Fractures of the base of the phalanx are often Salter-Harris type II fractures , , and are among the most common hand injuries in the pediatric population. Due to excellent bone remodeling, these fractures tend to heal quite well. Displaced fractures should have closed reduction attempted, while severe comminution, ligament disruption, and flexor tendon interposition at the fracture site are indications for open operative reduction and fixation. , Most phalanx fractures are immobilized for 3 weeks. Some authors recommend follow-up plain radiography 3 to 7 days after reduction to ensure that the fracture has not displaced. Proximal phalanx fractures that are displaced and have failed closed reduction should be operatively repaired with pinning, although patient age, along with fracture type and displacement, is a factor in deciding if operative repair is warranted. Pediatric patients who have undergone closed reduction and percutaneous pinning (after failing closed reduction) have been shown to have good functional and cosmetic outomes.
Fractures of the phalangeal shaft with no or minimal displacement are often treated by buddy taping for several weeks, followed by gradual return to normal range of motion and activity. , , Displaced fractures should be reduced (typically by closed reduction), followed by immobilization (often with splinting then casting). , , These fractures are usually Salter-Harris type III and typically are immobilized for 3 weeks. Referral for follow-up care to a qualified hand or orthopedic specialist is appropriate.
Fractures that involve the neck of the phalanx are managed based on the degree of displacement. Nondisplaced fractures may be splinted and followed closely, while displaced fractures, due to inherent instability, are usually managed surgically, most often with closed reduction and percutaneous pinning. , , , Interestingly, a small study comparing closed reduction and immobilization versus operative intervention in children demonstrated similar outcomes between the two groups. These injuries occur almost exclusively in the pediatric population. , In addition to being unstable, these fractures have poor remodeling potential, and if malunion occurs, overlapping of the digits during flexion can occur. Distal finger fractures are usually Salter-Harris type I or II and open fractures are not uncommon, as there are often associated nail injuries, including lacerations of the nailbed and nail avulsion. Consultation with a qualified hand specialist is appropriate for these patients for follow-up care.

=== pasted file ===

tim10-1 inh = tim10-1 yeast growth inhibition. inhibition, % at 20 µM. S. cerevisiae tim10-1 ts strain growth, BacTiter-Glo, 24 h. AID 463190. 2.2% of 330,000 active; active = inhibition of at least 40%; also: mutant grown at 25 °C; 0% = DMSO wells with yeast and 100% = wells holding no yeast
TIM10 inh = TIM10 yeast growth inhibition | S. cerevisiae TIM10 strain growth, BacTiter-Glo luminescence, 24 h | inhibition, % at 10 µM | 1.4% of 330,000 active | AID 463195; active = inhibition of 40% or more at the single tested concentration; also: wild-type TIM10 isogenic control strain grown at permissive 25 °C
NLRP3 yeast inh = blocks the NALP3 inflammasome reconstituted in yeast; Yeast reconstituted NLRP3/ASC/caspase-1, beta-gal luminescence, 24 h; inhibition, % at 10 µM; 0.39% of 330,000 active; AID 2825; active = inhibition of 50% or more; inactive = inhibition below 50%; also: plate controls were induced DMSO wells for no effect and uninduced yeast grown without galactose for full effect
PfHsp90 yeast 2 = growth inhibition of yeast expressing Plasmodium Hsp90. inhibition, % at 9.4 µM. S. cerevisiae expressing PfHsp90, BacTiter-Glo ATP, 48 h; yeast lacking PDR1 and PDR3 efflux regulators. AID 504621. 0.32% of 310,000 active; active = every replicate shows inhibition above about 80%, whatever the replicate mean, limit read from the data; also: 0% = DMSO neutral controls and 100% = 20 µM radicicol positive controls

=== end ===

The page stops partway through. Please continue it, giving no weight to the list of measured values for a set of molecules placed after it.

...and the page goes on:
Complications of phalanx fractures include cosmetic deformities and impairment of function, including growth arrest (associated with physeal injury), avascular necrosis (if blood supply is disrupted), infection, and arthofibrosis. , Some fracture types are associated with higher complication rates, including Salter-Harris type IV fractures and Seymour fractures. Phalanx fractures that have malunion may be treated with osteotomy. ,
One particular fracture worth mentioning is the Seymour fracture, first described in 1966. , This often overlooked fracture, typically a Salter-Harris type I or II, involves the distal phalanx and an associated laceration of the nail matrix with avulsion of the proximal nail plate. This most commonly is due to an axial load injury and often involves the middle finger. , , , This injury results in exposure of the cuticle seal and there is potential for infection. While radiography demonstrates a physeal injury, there may only be dorsal widening of the physis. These fractures should be thoroughly explored and oral antibiotics initiated. Consultation with a qualified hand surgeon is appropriate in these cases.
Another fracture deserving special mention is the volar plate avulsion fracture. This injury occurs when the PIP joint is hyperextended, and the volar plate ligament produces an avulsion fracture at the volar base of the middle phalanx. This fracture is usually managed initially with splinting for a short duration (7 to 10 days is sufficient), followed by early range of motion exercises. , Prolonged immobilization should be avoided, since healing occurs not by bony union but by fibrous nonunion, and prolonged casting can lead to joint contracture. ,
For comparison, several images of phalanx injuries are provided:
The 17-year-old patient in Figs. 62.4 and 62.5 was involved in a motor vehicle collision. The vehicle’s airbag deployed and caused his left fifth digit (the “pinky finger”) to hyperextend. He presented with pain to the volar side of the digit. Lateral and oblique views show a volar plate avulsion fracture of the middle phalanx of the fifth finger at the PIP joint. He was placed in a finger splint and followed up with Hand Surgery 1 week later.